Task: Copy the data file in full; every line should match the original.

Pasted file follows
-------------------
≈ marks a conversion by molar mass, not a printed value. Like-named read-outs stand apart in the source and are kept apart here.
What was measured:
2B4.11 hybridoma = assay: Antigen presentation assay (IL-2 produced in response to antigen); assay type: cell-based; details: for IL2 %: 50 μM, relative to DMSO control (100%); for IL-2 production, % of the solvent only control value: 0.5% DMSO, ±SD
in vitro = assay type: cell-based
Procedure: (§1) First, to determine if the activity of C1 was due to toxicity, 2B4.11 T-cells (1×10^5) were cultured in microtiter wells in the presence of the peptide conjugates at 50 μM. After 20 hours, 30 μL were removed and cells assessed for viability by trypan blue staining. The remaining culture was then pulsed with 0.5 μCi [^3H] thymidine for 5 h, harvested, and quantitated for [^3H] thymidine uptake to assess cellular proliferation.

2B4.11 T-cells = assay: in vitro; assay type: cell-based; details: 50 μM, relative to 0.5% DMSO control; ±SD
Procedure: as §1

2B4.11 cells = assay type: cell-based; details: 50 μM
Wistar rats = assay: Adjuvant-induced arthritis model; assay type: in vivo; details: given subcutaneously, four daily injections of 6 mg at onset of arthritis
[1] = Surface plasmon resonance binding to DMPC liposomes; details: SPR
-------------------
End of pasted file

≈ marks a conversion by molar mass, not a printed value. Like-named read-outs stand apart in the source and are kept apart here.
What was measured:
2B4.11 hybridoma = assay: Antigen presentation assay (IL-2 produced in response to antigen); assay type: cell-based; details: for IL2 %: 50 μM, relative to DMSO control (100%); for IL-2 production, % of the solvent only control value: 0.5% DMSO, ±SD
in vitro = assay type: cell-based
Procedure: (§1) First, to determine if the activity of C1 was due to toxicity, 2B4.11 T-cells (1×10^5) were cultured in microtiter wells in the presence of the peptide conjugates at 50 μM. After 20 hours, 30 μL were removed and cells assessed for viability by trypan blue staining. The remaining culture was then pulsed with 0.5 μCi [^3H] thymidine for 5 h, harvested, and quantitated for [^3H] thymidine uptake to assess cellular proliferation.

2B4.11 T-cells = assay: in vitro; assay type: cell-based; details: 50 μM, relative to 0.5% DMSO control; ±SD
Procedure: as §1

2B4.11 cells = assay type: cell-based; details: 50 μM
Wistar rats = assay: Adjuvant-induced arthritis model; assay type: in vivo; details: given subcutaneously, four daily injections of 6 mg at onset of arthritis
[1] = Surface plasmon resonance binding to DMPC liposomes; details: SPR